Figure 22. 123I-mIBG scan in a five year old child with extensive skeletal metastatic involvement with neuroblastoma. There is diffuse abnormal activity throughout the skeleton resulting in an 123I-mIBG scan which looks like a bone scan.
possible technical difficulties such as prior neck surgery; (iii) patients in whom surgery is high risk; or (iv) equivocal ultrasound or CT (sensitivities of 50-75%).
Although thallium imaging with 99mTc-pertechnetate thyroid subtraction was performed in the past, most centers now use 99mTc-sestamibi, either with 99mTc-pertechnetate or alone. 99mTc-sestamibi has high sensitivity and specificity (85-95%),
3I-mIBG scan in a patient with a left adrenal
Figure 23. Anterior and posterior 1 pheochromocytoma (arrowheads).
3I-mIBG scan in a patient with a left adrenal is technically easy to perform, and has become the investigation of choice. Images are obtained immediately after 99mTc-sestamibi injection and at about 2-3 hours by which time washout from normal thyroid tissue will have occurred and activity will be retained in the parathyroid adenoma (Fig. 25). 99mTc-pertechnetate or 123I imaging may be useful in defining the functional anatomy of the thyroid gland for comparison with 99mTc-sestamibi abnormalities.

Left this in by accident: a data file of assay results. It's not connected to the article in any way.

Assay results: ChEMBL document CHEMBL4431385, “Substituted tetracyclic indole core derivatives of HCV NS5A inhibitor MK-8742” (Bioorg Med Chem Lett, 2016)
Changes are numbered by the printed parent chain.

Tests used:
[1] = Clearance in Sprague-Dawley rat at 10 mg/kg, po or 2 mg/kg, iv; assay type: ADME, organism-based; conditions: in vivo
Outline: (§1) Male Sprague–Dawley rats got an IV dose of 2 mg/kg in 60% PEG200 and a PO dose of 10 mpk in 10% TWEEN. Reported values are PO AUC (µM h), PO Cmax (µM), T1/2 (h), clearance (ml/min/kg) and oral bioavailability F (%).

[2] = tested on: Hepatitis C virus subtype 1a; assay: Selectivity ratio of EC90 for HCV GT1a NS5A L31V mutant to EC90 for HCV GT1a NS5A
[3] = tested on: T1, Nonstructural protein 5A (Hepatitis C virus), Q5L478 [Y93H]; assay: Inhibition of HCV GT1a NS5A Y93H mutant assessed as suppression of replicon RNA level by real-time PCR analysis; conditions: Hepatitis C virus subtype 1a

The most frequent nuclear medicine examination performed in patients with prostate cancer is the bone scan which is discussed elsewhere in this handbook. More recently, there has been interest in the use of a radiolabelled monoclonal antibody, capromab pendetide (Prostascint®), in evaluating patients with: (i) a new diagnosis of prostate cancer, (ii) those with a high risk of recurrence, or (iii) a rising PSA with negative bone scan and CT. Several groups have reported a management benefit when antibody imaging is used as an adjunct to CT, particularly in the first 2 indications. There is a steep learning curve to the interpretation of these images,
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